Friday, June 18, 2010
FoodNetworkFriday (FNF!): Spicy Cherry Ribz!
This week's recipe, originally from Guy Fieri,, for sppicy cherry ribs. First off, this sauce is amazingly complex, like you can almost feel/taste it's flavour changing in your mouth. Not at all what I would describe as a BBQ sauce, but yet still rich, smoky, sweet, spicy, savoury blending all at once.
I made a few changes because canned cherries do not exist in CANADA. I tried every store, spoke to managers, they were not having it. I could have cherry jam, cherry pie filling, frozen cherries or fresh. Fresh ones were on sale, so I used those (which was messy! but so good). I also didn't measure my ginger/garlic, instead i opted to use purees of both 3 spoons of ginger and 2 heaping spoons of ginger. I was also tempted to add a little brown sugar to my sauce but held off.
For my ribz, I decided to utilize the beautiful and head sized portobello caps I had from costco. As such, I should have reduced the amount of spice rub used but didn't. I sliced halfway through the caps to create tear-able riblettes. Brushed the top sides of the caps with mustard as the recipe suggests, and then just shorta dumped the rub on and mixed it a bit.
Then they went covered into the fridge for way longer than required (I sorta forgot about them for a week).
Bringing us to today! I cooked up the sauce as the recipe describes, painfully pitting and chopping cherries. As a result my final sauce was kinda jelly like, thick with little sweet/sour cherry bombs throughout. I smushed them up while cooking, but I kinda liked the chunks. In the future I may try blending the final sauce for a smoother glazing approach.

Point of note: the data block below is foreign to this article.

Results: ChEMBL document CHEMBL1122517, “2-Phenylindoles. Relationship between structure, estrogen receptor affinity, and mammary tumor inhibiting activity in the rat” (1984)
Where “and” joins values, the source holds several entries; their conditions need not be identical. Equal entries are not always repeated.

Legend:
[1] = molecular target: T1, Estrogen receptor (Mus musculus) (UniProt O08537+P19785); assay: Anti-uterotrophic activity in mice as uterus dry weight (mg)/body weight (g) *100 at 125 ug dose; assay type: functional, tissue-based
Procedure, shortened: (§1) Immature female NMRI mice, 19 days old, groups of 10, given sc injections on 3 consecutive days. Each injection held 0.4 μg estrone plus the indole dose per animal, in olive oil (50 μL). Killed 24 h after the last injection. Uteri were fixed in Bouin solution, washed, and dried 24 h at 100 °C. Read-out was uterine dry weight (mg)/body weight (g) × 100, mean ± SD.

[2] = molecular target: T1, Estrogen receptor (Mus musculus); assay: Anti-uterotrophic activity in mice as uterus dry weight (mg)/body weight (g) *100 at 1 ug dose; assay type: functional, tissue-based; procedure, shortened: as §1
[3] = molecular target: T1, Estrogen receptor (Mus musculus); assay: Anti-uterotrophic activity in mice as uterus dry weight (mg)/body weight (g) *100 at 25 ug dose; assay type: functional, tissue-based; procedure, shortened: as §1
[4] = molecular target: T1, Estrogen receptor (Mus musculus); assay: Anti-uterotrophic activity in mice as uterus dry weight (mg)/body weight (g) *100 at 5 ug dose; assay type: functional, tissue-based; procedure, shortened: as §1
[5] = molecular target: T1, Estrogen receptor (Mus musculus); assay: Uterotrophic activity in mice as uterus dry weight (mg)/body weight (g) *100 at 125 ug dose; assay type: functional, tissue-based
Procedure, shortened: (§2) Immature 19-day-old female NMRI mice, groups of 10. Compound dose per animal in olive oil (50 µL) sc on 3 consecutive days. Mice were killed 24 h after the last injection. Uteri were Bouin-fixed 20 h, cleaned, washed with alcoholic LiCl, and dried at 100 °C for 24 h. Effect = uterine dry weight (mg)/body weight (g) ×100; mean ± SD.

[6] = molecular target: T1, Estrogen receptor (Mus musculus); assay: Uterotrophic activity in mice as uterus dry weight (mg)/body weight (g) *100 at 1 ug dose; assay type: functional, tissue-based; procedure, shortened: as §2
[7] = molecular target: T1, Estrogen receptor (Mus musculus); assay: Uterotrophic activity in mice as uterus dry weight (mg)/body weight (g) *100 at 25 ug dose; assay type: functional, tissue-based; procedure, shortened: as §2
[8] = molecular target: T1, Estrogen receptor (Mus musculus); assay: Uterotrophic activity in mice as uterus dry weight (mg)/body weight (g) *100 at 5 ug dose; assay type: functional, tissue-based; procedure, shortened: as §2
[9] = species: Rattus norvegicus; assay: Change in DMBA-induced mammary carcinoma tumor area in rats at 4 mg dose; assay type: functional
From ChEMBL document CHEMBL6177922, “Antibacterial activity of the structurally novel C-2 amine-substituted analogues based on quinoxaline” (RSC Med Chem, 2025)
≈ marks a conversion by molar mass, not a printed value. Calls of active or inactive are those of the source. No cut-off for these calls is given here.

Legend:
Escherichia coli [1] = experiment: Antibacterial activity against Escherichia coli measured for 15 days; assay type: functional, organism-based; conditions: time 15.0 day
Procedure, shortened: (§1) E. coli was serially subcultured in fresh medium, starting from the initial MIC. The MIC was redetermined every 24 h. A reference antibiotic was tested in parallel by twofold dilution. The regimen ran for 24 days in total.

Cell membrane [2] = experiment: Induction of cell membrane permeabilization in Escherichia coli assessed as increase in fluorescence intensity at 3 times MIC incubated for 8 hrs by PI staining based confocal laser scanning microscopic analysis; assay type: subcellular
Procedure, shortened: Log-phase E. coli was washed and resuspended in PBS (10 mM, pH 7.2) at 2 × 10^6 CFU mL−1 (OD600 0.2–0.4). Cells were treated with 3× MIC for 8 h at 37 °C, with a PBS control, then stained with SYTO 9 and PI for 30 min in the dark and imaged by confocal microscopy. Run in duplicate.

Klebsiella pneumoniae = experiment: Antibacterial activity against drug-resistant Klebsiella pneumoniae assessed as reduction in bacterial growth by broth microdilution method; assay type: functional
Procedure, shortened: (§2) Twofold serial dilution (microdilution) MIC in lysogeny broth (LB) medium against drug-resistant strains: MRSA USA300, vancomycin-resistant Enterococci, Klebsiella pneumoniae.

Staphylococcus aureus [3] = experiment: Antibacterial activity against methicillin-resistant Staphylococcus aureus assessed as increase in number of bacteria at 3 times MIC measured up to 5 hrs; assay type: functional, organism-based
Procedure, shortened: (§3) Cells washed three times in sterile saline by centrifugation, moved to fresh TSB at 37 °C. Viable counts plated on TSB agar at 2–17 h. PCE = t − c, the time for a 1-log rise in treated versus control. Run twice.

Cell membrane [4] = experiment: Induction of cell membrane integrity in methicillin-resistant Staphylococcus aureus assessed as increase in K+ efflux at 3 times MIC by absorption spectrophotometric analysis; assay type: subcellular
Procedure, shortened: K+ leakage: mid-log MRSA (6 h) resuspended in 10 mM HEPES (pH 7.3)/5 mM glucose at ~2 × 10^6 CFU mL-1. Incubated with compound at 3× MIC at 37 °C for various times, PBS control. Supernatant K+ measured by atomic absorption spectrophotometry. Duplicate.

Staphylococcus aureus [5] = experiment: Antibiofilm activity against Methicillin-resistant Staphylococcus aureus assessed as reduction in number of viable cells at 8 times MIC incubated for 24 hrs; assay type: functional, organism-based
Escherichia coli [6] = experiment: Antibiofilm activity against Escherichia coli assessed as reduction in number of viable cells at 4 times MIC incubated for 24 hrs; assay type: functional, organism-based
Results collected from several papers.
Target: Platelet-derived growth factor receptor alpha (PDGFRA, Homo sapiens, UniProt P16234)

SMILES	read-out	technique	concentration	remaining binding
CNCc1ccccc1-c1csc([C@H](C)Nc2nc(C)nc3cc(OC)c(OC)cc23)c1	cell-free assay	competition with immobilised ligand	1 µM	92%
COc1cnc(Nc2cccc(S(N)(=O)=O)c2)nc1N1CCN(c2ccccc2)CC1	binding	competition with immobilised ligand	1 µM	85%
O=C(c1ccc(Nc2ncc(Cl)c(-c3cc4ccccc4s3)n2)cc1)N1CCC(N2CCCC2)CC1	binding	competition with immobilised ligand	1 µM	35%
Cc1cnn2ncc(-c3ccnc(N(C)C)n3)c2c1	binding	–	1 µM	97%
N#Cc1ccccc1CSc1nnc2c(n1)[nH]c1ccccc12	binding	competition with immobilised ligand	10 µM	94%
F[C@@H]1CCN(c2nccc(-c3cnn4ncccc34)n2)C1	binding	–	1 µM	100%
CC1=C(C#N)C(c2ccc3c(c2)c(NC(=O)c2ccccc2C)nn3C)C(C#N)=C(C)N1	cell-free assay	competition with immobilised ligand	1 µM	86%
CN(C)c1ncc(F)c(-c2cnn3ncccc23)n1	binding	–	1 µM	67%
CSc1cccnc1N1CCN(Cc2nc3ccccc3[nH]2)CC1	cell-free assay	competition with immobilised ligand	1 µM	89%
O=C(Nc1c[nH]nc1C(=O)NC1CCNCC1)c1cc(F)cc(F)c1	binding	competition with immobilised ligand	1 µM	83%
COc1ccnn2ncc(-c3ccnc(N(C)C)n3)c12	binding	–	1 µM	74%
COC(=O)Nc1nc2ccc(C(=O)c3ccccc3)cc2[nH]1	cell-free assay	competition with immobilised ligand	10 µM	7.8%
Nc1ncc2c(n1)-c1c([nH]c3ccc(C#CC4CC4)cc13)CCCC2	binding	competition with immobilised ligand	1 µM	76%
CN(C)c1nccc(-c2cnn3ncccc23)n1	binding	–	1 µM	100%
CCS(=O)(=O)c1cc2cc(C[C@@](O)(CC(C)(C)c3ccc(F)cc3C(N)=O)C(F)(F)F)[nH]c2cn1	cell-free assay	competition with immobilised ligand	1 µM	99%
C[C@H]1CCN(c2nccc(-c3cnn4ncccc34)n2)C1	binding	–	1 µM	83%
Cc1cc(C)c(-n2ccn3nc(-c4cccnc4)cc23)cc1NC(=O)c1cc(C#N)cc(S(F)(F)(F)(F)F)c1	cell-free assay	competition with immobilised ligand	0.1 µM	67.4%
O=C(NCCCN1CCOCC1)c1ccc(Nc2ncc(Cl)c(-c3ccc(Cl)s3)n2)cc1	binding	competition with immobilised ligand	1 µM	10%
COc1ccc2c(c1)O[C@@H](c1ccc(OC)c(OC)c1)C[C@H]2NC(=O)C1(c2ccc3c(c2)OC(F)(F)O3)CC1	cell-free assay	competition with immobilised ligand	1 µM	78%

I baked the rubbed mushrooms and last minute sliced a bit of seitan I had into sticks/ribs. The seitan wasn't rubbed or marinated, just brushed on both sides with olive oil. I baked at 350 for 15 minutes on one side while the sauce cooked, flipped then another 15 on the other.
Reduced heat to 250, and here came the tough part. I couldn't choose between a light glazing/brushing of sauce to create an extra crispy sell served with additional sauce OR if I should stick with the recipe and dump the whole mess into the pan to broil. I started with a light coating on side, baked for 10. It looked pretty good, but after reading all the other posts decided to flip everything and then liberally cover with sauce and bake for another 15. Then out and flipped once more with everything bubbling, stir around the sauce and broil for 5-6 minutes.
The results were amazing!!The seitan developed an amazing colour/glazed coating. Nice and crisp while soft and chewy in the middle. But the mushrooms really stole the show! they were moist, meaty, chewy and simply amazing. The texture was out of this world.
Here's the thing, through baking the mushrooms let out a LOT of water which I drained and all was good. But i really should have drastically reduced the rub because while baking, mushrooms sweating, spicy ribz rub ran everywhere and mixed into the sauce. So my ribz where extra hot! The baking and additional Cayenne really turned up the heat! So I would try halving the rub next time, or maybe try leaving it out. In the mean time I'll be eating these tasty babies in small batches.
Mushrooms had such a unique meaty feel.
To round out the meal I mashed some taters in skin mixed with an amazing Vegan-mayo styled dill/chive/garlic dip from the Farmers Market. It was very similar to a super thick cream cheese/sour cream dip. Making a nice creamy, slightly tart, with a bit of bite, extra flavourful side dish! And added some steamed veggies for colour!
I even had enough for lunch for work! yum!
I'm also planning to use some of the remaining seitan/mushroom ribs for a rib sandwich if I can find a nice, easy, cooling,creamy slaw to serve it with. Another idea I toyed with was serving the ribs pho style atop a rich noodled broth with veggies.
More photos on Flickr.